Locate the palatoquadrate which is formed from the epibranchial portion and mandibular (Meckel’s) cartilage formed from the ceratohyal. The chondrocranium of a primitive bony fish (such as the bowfin. those of cartilaginous fish are built entirely from the first visceral arch. Although dermal bones contribute to the formation of the jaws in other vertebrates. Ancestral vertebrates were filter feeders and Figure 2: Chondrocranium with jaws probably evolved to allow ingestion of larger food scraps. both bearing teeth. Biology 3B Lab Comparative Vertebrate Anatomy – Skeletal System Page 4 of 12 . • On the dogfish skeleton. Fig 2). See if you can locate the hyomandibular articulation at the jaw joint. not visible in the ventral view of Fig 2). Amia) is completely covered by fused plates of dermal origin (collectively called the dermatocranium. observe the position of the pectoral and pelvic girdles and fins. depressions in the chondrocranium create shallow eye sockets (the orbital plates. Posterior to the rostrum nasal capsules house the olfactory apparatus and are tied together by the ethmoid plate. The ceratohyal comprises the lower portions of the visceral arches. The dogfish’s caudal fin is heterocercal tail (the dorsal lobe is enlarged compared to the ventral lobe). Locate the remaining branchial arches. visceral arches (ventral view). Recall that the dermal teeth are homologous to gill rakers (you will see these in the perch). The palatoquadrate has a pair of thin “tentacle like” labial cartilage extending anteriorly. like all vertebrate skulls. Note the thickness of these bones. The anterior portions of the brain are protected by a cylindrical extension of the chondrocranium (the rostrum). Locate the visceral arches near the rear of the chondrocranium. The spinal cord exits the braincase at the foramen magnum and the bulbous occipital condyles (near the foramen magnum) articulate with the first vertebrae. includes components from both the integumentary skeleton and endoskeleton. The other portions of the arch support the gills and pharynx. The chondrocranium is composed of unossified cartilage and. Fig 3).Shark (Dogfish – Squalus): Examine the shark skeletal structures. The chondrocranium almost completely encircles the brain has an endoskeletal origin (the upper roof of the brain case is of dermal origin. How many bones surround the eye socket (orbit) of your specimen? Describe the general shape of the teeth (are they similar to one another?). Find the epibranchial portion of the visceral arch. Toward the dorsal surface and behind the nasal capsules. Otic capsules surround those parts of the ear that lie within the brain case (locate these swellings at the posterior of the chondrocranium). Figure 3: Amia skull Bony Fish (Amia).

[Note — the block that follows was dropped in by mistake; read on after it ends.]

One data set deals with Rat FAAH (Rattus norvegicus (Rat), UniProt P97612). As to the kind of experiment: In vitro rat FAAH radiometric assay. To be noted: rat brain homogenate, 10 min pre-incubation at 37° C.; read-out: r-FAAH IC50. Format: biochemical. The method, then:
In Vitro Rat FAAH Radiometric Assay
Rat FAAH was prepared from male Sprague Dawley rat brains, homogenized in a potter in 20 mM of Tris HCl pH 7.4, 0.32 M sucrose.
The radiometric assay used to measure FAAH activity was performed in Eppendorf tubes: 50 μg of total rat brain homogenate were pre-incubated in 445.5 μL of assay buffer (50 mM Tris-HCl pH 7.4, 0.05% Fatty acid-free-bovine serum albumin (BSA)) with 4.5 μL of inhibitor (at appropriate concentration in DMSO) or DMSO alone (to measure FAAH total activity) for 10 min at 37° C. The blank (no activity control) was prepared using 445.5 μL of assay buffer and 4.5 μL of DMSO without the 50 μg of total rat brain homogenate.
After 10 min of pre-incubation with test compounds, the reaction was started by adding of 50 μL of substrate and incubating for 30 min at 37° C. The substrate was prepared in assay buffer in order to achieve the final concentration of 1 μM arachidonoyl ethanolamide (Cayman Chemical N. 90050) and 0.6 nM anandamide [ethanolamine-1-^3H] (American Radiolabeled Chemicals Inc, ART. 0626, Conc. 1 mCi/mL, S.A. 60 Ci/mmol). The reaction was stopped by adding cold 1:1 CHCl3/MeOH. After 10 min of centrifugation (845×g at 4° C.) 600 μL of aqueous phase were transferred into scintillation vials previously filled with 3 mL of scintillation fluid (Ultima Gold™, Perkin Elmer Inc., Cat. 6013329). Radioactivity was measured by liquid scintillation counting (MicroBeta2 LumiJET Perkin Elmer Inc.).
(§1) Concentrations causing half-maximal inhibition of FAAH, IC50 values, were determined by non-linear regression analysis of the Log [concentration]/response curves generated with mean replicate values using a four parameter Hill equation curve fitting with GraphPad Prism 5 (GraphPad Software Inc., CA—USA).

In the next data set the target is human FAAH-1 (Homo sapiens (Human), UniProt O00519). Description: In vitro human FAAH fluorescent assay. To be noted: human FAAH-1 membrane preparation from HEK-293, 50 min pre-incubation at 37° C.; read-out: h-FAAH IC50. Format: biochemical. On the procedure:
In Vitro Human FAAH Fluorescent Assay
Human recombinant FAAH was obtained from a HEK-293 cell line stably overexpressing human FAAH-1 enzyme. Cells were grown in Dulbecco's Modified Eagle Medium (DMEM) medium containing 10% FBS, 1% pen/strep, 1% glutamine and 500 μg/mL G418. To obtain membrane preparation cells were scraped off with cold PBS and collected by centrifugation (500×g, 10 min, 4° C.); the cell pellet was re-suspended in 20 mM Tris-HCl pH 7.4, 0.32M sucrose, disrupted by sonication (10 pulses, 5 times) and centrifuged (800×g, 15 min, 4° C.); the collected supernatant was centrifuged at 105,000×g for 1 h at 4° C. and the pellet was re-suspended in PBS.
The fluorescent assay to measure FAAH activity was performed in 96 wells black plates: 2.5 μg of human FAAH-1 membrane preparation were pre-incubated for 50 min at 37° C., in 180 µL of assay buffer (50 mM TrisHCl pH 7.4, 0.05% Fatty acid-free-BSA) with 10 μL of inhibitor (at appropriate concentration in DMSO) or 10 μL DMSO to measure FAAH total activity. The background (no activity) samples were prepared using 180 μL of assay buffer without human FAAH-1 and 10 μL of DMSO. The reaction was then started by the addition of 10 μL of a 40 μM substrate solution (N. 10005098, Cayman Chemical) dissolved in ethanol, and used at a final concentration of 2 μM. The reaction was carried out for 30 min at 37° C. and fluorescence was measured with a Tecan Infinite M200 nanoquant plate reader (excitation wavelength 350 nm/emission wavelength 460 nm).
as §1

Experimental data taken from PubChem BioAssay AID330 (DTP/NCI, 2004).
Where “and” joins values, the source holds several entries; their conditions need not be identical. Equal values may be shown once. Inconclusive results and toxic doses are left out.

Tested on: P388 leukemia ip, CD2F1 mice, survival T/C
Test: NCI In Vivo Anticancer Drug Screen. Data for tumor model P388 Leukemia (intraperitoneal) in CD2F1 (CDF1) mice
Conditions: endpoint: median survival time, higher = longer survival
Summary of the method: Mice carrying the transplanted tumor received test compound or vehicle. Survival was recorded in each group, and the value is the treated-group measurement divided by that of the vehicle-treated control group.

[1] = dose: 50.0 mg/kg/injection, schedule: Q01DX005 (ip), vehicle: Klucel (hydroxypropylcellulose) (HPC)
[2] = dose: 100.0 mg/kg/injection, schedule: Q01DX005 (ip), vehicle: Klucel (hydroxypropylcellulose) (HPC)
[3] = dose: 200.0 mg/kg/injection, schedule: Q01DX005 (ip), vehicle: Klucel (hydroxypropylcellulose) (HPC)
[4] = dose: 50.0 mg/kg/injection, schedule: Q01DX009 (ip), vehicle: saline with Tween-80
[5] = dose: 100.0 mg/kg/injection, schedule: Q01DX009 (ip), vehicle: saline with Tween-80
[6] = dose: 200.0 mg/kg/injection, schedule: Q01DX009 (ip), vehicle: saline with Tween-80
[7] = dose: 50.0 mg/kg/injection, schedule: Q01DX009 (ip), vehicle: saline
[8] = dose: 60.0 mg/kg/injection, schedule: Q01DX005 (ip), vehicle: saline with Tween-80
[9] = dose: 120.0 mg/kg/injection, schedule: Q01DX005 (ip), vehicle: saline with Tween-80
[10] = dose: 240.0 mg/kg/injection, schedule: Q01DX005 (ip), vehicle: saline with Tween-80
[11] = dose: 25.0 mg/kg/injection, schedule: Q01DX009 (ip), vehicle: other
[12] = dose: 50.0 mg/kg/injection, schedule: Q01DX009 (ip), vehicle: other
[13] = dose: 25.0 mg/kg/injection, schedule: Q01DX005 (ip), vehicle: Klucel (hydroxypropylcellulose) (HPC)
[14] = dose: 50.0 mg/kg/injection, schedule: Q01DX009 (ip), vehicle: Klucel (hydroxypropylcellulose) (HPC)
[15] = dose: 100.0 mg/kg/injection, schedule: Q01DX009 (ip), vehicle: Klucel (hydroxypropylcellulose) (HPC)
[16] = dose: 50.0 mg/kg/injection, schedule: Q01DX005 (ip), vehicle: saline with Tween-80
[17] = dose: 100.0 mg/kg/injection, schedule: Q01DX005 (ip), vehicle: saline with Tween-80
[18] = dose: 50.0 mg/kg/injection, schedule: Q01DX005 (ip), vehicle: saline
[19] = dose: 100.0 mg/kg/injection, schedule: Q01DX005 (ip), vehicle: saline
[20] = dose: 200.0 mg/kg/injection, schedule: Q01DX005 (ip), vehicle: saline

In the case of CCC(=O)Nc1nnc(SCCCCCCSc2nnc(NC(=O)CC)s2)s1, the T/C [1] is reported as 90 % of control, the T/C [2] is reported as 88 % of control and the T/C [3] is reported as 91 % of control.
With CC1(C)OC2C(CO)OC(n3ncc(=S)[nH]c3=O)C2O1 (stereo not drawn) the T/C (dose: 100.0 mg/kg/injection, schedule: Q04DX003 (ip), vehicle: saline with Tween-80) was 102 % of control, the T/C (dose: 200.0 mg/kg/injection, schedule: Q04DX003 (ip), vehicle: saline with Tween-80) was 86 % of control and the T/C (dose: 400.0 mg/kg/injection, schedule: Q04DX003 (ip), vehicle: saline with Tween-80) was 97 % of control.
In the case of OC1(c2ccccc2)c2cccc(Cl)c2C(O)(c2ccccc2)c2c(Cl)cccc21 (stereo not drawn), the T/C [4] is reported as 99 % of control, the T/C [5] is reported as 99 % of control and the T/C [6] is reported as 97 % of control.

hyomandibular (supports the operculum) and operculum. The perch’s caudal fin is homocercal (both lobes are the same size). Notice where the pectoral and pelvic girdles are attached to the perch. locate the dentary and angular. however. parietal. To find the hyomandibular. The neural arch is fused to the centrum of the vertebrae where the epipleural (dorsal) ribs come off (these are pointing straight at you) and the pleural (ventral) ribs that come down and protect the visceral organs. Located ventral to and supporting the dorsal fins are the pterygiophores. • Examine the vertebral column of Necturus. angular. The zygapophyses on each vertebra provide increased support and allow for lateral torque but Biology 3B Lab Comparative Vertebrate Anatomy – Skeletal System Page 5 of 12 . There is a reduction in the number of bones. The remaining bones in the skull are dermal in origin. Amphibians (mud puppy – Necturus): This amphibian in its adult form retains some larval characteristics (neotenic). A hinge separates the premaxilla and maxilla of the bowfin. premaxilla and frontal. quadrate and operculum. an evolutionary trend. Using Figure 4 (below) locate the following bones on the skull: nasal. in the skull of Necturus. however it still retains some primitive skull characteristics of its ancestors. the vertebra are relatively weak with dorsal/ventral pressure): neural spine comes off of the neural arch (protects the spinal cord). maxilla. parietal. The chondrocranium only consists of three bones (exoccipital. Examine the pectoral and pelvic girdles and fins. Notice that the vertebral column is very different than fishes. find the Figure 4: Perch skull. • • Locate the two dorsal fin rays: the anterior bony actinotrichia and the posterior keratinized (softer) lepidotrichia. frontal. following structures on the vertebral column (strong front to back because of the pressure from moving through the water. Examine the skull of a perch. dentary. sacral and caudal vertebrae. The first thing that you should notice in the perch skull is a reduction in the number of bones compared to the bowfin skull. trunk. Notice that their placement position varies from the thoracic to the abdomen. Compare the pelvic fin placement of several teleost fishes in the lab. quadrate. the dorsal aorta is protected by the haemal arch located below the centrum. you will need to look inside the gill chamber as it is hidden by lateral view. • Examine the skull of Necturus and locate the following bones: quadrate. squamosal. In the posterior portion of the fish. postorbital. whereas the same two bones in the perch are moveable. On the lower jaw.• Examine the skull of Amia and locate the following bones: nasal. In order to support the organism on land. frontal. The haemal spine comes off of the haemal arch. pre-maxilla. The pleural ribs are homologous with our ribs. the vertebral column becomes more ossified and differentiated into the cervical. Using the fish skeleton. Bony Fish (Perch – Perca). opisthotic and prootic). The quadrate is the only visceral arch that is remaining. dentary. maxillary. articular.